NORTHERN MICHIGAN (Just Laugh) – As thousands flock north from the big city, anxious to catch a rare glimpse of nature’s beauty as the canopy of leaves across the state begins to transform from its summer coat into a dazzling array of fall colors before tumbling from their branches to make way for winter, it’s no secret among the other residents of Michigan’s tense forests that one of their own is a bit more somber than most this time of the year…
“Oh yeah … Gary?” replied a neighboring otter. “Man, I feel for the guy – to live out here surrounded by all of this natural beauty only to be colorblind … that’s smarts, for sure.”
“It’s like I told him, though,” countered a passing raccoon, “we’re nocturnal animals anyways. When we’re out and about, hunting field mice and tipping over garbage cans – as you do, it’s dark outside!!! I mean, don’t get me wrong, I’m sure the changing leaves are swell and all, but dark is dark as far as us night owls are concerned, ya know what I’m sayin’?!”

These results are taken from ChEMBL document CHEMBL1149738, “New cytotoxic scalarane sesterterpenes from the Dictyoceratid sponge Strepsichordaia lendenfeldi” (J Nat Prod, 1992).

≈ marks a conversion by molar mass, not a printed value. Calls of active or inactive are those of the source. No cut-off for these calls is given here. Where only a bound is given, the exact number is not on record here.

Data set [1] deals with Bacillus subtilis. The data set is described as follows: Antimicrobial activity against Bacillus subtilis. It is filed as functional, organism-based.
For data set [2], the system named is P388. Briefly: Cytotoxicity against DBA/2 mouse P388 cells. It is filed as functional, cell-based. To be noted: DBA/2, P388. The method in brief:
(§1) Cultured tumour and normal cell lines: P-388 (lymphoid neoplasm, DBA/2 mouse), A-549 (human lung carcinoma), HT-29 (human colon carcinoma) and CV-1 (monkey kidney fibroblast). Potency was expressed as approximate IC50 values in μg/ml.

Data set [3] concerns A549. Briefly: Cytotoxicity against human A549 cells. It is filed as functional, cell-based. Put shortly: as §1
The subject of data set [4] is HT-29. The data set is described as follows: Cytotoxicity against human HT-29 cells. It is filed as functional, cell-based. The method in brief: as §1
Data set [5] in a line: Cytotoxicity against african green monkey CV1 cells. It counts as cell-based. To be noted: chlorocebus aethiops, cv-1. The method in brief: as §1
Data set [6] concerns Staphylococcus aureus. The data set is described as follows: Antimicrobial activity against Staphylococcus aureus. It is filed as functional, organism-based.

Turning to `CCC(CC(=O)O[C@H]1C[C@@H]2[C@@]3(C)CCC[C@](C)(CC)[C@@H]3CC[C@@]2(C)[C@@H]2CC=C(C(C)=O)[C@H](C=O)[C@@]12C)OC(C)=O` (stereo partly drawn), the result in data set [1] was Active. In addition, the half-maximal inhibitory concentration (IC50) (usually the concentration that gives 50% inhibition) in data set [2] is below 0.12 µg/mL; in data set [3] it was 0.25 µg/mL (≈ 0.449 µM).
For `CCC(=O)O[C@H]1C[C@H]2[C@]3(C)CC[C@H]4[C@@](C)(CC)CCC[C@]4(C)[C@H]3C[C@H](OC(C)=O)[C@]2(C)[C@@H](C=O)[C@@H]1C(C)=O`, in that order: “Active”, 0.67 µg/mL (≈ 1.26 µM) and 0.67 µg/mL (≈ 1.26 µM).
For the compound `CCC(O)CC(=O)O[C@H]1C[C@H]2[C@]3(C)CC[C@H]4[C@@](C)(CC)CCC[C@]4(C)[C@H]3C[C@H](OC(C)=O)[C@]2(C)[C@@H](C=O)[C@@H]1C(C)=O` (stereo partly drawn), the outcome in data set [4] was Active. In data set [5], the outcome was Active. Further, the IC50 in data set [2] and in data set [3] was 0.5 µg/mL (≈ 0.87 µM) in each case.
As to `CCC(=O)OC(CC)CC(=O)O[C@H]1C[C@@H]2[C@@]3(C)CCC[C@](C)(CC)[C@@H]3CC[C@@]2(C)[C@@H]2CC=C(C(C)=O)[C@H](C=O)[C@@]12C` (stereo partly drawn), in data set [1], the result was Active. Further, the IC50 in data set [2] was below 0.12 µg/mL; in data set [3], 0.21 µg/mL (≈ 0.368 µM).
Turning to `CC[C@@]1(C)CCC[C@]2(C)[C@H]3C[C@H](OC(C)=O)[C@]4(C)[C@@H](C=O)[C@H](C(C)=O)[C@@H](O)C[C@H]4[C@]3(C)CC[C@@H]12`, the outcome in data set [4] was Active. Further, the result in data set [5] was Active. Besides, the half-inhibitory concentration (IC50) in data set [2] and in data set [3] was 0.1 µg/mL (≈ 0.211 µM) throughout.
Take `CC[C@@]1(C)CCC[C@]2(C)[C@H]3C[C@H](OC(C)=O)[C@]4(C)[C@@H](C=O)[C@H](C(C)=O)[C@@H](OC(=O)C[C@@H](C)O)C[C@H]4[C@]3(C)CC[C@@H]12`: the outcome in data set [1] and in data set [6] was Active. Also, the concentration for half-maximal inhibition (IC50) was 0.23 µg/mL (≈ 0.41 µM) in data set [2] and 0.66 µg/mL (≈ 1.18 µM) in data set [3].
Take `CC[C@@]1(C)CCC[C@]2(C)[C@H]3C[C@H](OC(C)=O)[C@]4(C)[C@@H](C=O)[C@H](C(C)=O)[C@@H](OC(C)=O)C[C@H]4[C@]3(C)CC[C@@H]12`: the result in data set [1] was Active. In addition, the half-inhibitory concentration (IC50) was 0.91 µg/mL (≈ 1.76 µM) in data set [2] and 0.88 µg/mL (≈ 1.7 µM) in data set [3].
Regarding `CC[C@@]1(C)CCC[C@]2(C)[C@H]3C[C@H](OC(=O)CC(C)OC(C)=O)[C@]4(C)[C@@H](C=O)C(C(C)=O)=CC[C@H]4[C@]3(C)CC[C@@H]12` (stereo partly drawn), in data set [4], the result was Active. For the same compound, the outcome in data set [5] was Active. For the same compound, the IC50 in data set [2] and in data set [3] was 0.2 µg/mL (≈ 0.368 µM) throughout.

When sought for comment, the barred owl himself wasn’t feeling up to speaking with us, citing that he was probably just coming down with the flu or something, despite the distinct sadness detected in his voice. Even noted only momentarily by the piles of empty pizza boxes and diet soda cans that littered the bird’s apartment, it’s clear that Gary is one of thousands of night owls throughout Northern Michigan suffering from seasonal affective disorder, which can be particularly challenging entering into a tourist season normally filled with excitement and happiness.
If you know an owl or other woodland creature with the inability to distinguish the vibrant colors iconic to the coming of fall, please remind them that at best this great beauty will only haunt the daytime hours for 3 – 4 weeks tops before all of those brilliant colors plummet to the ground to be buried by the soothing neutral shades of winter where their comfort level is known to be found.